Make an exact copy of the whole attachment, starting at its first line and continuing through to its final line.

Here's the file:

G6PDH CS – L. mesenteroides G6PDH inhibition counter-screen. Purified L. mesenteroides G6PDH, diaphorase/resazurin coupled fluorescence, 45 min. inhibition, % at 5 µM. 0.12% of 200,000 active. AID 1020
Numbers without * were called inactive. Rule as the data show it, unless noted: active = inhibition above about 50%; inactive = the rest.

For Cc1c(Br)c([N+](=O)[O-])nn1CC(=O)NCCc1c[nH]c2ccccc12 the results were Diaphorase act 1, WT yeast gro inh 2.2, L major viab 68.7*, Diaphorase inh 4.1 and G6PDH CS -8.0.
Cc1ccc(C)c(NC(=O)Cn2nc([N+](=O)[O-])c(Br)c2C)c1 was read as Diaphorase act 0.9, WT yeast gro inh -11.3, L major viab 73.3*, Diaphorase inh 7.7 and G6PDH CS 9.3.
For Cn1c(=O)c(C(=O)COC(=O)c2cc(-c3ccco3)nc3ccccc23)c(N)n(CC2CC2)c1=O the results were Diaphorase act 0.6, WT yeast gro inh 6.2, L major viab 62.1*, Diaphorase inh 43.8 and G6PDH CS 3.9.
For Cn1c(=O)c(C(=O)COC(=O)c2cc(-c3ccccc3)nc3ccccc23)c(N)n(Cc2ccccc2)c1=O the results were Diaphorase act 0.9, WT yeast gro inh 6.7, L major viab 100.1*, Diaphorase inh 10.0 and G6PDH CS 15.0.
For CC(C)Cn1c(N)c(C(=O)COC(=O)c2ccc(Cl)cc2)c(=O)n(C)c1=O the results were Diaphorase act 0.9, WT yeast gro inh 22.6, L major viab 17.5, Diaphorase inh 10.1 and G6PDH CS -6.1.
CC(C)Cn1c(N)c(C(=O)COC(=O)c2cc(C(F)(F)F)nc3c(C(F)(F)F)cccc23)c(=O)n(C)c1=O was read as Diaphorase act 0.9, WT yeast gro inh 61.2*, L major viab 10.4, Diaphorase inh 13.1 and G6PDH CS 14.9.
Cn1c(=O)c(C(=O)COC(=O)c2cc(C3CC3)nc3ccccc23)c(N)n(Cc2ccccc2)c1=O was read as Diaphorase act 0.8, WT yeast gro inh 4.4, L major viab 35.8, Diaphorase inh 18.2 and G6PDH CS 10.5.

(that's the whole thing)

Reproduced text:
G6PDH CS – L. mesenteroides G6PDH inhibition counter-screen. Purified L. mesenteroides G6PDH, diaphorase/resazurin coupled fluorescence, 45 min. inhibition, % at 5 µM. 0.12% of 200,000 active. AID 1020
Numbers without * were called inactive. Rule as the data show it, unless noted: active = inhibition above about 50%; inactive = the rest.

For Cc1c(Br)c([N+](=O)[O-])nn1CC(=O)NCCc1c[nH]c2ccccc12 the results were Diaphorase act 1, WT yeast gro inh 2.2, L major viab 68.7*, Diaphorase inh 4.1 and G6PDH CS -8.0.
Cc1ccc(C)c(NC(=O)Cn2nc([N+](=O)[O-])c(Br)c2C)c1 was read as Diaphorase act 0.9, WT yeast gro inh -11.3, L major viab 73.3*, Diaphorase inh 7.7 and G6PDH CS 9.3.
For Cn1c(=O)c(C(=O)COC(=O)c2cc(-c3ccco3)nc3ccccc23)c(N)n(CC2CC2)c1=O the results were Diaphorase act 0.6, WT yeast gro inh 6.2, L major viab 62.1*, Diaphorase inh 43.8 and G6PDH CS 3.9.
For Cn1c(=O)c(C(=O)COC(=O)c2cc(-c3ccccc3)nc3ccccc23)c(N)n(Cc2ccccc2)c1=O the results were Diaphorase act 0.9, WT yeast gro inh 6.7, L major viab 100.1*, Diaphorase inh 10.0 and G6PDH CS 15.0.
For CC(C)Cn1c(N)c(C(=O)COC(=O)c2ccc(Cl)cc2)c(=O)n(C)c1=O the results were Diaphorase act 0.9, WT yeast gro inh 22.6, L major viab 17.5, Diaphorase inh 10.1 and G6PDH CS -6.1.
CC(C)Cn1c(N)c(C(=O)COC(=O)c2cc(C(F)(F)F)nc3c(C(F)(F)F)cccc23)c(=O)n(C)c1=O was read as Diaphorase act 0.9, WT yeast gro inh 61.2*, L major viab 10.4, Diaphorase inh 13.1 and G6PDH CS 14.9.
Cn1c(=O)c(C(=O)COC(=O)c2cc(C3CC3)nc3ccccc23)c(N)n(Cc2ccccc2)c1=O was read as Diaphorase act 0.8, WT yeast gro inh 4.4, L major viab 35.8, Diaphorase inh 18.2 and G6PDH CS 10.5.